The original Central High School, which later became Duluth Public Schools’ Central Administration Building, aka Historic Old Central, will soon enter its next phase. Saturday Properties, a development and management firm based in St. Louis Park, plans to turn the Richardsonian Romanesque-style building into 121 mixed-income apartments. The project is called Zenith DCHS.
Collected in this post are images from inside the 1890s Classroom Museum at Old Central and the interior of the building’s clock tower, shot during a tour on July 2.
It’s not known how much longer the Historic Old Central High School Museum Committee will be able to offer tours, but at least two more are scheduled — July 23 and Aug. 6. Call one of the numbers on the website to schedule a tour.
It’s also not yet known where the school’s memorabilia will be displayed after the building is sold.
Central was called Duluth High School when it opened at 215 N. First Ave. E. in 1892. The building was designed by the Duluth firm of Emmet S. Palmer and Lucien P. Hall and constructed with Lake Superior brownstone. A new Central High School at 800 Central Entrance opened in 1971, and the original building was converted into the school district’s administrative offices.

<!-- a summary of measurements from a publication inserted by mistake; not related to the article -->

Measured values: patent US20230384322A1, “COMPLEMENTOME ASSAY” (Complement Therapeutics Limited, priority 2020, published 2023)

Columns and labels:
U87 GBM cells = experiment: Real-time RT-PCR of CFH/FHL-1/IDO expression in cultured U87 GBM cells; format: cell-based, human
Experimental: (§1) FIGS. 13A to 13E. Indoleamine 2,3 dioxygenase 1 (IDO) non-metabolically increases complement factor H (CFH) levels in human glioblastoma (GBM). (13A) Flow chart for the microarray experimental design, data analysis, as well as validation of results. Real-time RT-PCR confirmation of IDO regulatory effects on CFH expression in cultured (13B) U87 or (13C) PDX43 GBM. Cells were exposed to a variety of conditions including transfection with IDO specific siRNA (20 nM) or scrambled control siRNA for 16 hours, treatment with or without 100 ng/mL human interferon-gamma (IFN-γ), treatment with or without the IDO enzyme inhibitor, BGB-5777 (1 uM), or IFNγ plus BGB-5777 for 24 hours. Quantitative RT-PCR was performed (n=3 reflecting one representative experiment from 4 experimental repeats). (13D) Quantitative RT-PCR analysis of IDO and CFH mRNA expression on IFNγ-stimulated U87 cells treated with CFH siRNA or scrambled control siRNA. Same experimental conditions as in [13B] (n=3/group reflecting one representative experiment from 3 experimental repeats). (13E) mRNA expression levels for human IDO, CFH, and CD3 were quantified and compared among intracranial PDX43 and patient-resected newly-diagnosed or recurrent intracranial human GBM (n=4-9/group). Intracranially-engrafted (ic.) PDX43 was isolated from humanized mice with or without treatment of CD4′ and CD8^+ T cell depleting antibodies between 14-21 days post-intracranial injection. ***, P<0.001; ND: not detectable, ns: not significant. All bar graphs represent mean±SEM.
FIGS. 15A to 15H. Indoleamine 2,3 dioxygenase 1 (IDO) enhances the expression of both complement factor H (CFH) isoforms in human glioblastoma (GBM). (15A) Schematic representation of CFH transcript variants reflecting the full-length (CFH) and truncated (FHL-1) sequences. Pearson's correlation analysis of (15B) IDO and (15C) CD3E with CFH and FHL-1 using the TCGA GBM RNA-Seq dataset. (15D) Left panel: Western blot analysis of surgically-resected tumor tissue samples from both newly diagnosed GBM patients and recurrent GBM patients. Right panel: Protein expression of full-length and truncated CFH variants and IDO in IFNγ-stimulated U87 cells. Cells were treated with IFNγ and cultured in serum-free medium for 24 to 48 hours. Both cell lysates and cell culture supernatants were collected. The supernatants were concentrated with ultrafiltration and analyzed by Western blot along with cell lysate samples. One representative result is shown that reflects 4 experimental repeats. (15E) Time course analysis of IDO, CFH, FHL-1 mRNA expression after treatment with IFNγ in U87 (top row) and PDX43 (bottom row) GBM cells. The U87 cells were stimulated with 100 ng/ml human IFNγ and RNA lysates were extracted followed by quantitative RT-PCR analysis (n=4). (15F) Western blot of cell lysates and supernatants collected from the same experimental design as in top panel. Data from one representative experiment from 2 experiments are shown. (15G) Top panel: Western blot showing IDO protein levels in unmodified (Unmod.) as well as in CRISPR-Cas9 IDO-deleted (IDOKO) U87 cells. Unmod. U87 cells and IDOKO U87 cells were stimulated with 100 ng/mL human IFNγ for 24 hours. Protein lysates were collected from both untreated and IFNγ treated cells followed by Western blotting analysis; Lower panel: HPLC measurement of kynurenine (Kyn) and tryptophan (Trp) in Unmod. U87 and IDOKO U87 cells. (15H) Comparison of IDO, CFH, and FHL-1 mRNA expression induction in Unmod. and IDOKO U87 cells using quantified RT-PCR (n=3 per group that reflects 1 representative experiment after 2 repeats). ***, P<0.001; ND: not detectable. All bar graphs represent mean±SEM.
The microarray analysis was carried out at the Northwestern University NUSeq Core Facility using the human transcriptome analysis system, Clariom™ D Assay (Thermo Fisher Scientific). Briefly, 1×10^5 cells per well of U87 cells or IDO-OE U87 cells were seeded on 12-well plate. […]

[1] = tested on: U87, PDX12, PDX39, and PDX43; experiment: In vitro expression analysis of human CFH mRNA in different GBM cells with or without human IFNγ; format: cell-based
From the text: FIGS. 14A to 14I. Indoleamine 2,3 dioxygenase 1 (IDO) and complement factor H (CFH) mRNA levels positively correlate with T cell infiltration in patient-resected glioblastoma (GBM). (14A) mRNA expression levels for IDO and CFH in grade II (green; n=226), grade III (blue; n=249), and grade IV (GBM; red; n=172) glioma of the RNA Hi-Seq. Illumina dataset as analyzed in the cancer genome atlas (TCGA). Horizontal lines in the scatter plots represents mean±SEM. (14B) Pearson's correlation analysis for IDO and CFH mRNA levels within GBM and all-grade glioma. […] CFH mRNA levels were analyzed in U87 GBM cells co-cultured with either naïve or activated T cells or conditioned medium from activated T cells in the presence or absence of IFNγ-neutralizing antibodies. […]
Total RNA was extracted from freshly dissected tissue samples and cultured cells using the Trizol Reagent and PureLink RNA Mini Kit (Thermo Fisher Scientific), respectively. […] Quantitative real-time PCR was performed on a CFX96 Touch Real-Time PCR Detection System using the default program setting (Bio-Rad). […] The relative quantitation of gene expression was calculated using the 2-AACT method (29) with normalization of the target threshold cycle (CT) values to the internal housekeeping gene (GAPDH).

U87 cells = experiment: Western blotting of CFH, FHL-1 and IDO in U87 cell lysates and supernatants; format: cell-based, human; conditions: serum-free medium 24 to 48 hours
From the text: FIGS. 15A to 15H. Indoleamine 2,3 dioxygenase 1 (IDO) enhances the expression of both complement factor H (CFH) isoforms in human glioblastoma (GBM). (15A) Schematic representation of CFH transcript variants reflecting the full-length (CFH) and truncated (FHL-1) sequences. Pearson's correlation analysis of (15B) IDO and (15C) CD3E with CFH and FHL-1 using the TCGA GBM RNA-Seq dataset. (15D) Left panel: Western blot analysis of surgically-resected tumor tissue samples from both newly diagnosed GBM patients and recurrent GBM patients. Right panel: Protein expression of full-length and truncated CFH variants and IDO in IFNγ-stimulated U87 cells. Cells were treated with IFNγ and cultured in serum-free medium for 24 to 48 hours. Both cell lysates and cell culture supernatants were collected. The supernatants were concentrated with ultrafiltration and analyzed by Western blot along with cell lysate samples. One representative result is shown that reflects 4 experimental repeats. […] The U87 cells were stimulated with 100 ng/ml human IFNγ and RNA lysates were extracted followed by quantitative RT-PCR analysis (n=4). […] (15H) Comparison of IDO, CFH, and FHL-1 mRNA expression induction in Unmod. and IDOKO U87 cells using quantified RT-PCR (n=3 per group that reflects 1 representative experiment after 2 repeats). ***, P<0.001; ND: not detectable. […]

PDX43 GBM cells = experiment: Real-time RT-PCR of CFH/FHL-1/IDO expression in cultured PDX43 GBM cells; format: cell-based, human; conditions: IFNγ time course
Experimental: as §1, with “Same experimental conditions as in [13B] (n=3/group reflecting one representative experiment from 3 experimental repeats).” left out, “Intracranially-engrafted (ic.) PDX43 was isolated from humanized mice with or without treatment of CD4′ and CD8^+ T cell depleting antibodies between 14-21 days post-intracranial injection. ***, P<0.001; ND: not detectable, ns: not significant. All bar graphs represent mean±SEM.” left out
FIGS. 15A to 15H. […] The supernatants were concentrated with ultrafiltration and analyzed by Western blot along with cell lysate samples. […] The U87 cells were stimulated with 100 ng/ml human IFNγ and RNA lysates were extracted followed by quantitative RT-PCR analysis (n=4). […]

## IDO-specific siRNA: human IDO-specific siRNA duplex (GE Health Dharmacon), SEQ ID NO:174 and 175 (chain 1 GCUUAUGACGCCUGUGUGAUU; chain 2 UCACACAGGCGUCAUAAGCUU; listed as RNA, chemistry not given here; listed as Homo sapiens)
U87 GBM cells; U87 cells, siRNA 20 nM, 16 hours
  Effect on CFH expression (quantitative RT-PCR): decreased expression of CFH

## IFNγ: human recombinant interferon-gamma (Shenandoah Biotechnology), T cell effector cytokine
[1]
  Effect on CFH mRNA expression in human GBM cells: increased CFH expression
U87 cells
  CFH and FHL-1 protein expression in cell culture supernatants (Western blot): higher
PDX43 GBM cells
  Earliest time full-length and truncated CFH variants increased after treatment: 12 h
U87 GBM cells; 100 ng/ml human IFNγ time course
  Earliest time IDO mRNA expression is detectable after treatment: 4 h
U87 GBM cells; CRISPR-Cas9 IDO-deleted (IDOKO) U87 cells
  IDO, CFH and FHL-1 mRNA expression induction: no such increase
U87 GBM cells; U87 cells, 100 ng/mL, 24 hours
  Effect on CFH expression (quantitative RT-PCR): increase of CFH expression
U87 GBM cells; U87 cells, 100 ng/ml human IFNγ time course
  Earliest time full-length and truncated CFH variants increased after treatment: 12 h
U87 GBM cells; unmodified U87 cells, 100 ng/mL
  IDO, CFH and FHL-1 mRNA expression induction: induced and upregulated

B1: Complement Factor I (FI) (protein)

Central High School closed at the end of the 2010-’11 school year as the school district consolidated into two high schools — East and Denfeld. The Duluth School Board recently approved the sale of the other Central High School to Saturday Properties, so the developer is planning mixed housing projects at both former Central schools. The project on Central Entrance is called Saturday Central Heights.
The 2011 Central yearbook represents the year Denfeld students attended Central while Denfeld was being renovated prior to Central closing. Therefore, the final Zenith doubled as Denfeld’s yearbook, the Oracle.
For more than 60 years, Central had a natural history museum on the third floor. The collection included more than 7,000 items, including wildlife and mineral samples. A few of the items are on display in the 1890s classroom at Central, many more are at the University of Minnesota Duluth.
The mannequin in the image above represents Miss Southworth, the school’s “most popular teacher.” The relief maps on the wall are “copyright 1893.”
Yes, there is more memorabilia in the clock tower.
The bell is located one more floor up, but the stairs are more like a ladder and it’s been deemed unsafe to let random bozos go up there. There is another post on Perfect Duluth Day that offers a video tour of the clock tower, however.
We close with footage of the E. Howard & Co. clock mechanism at work as the “Westminster Chimes” sound out on the three-quarter hour.
Leave a Comment
Only registered members can post a comment , Login / Register Here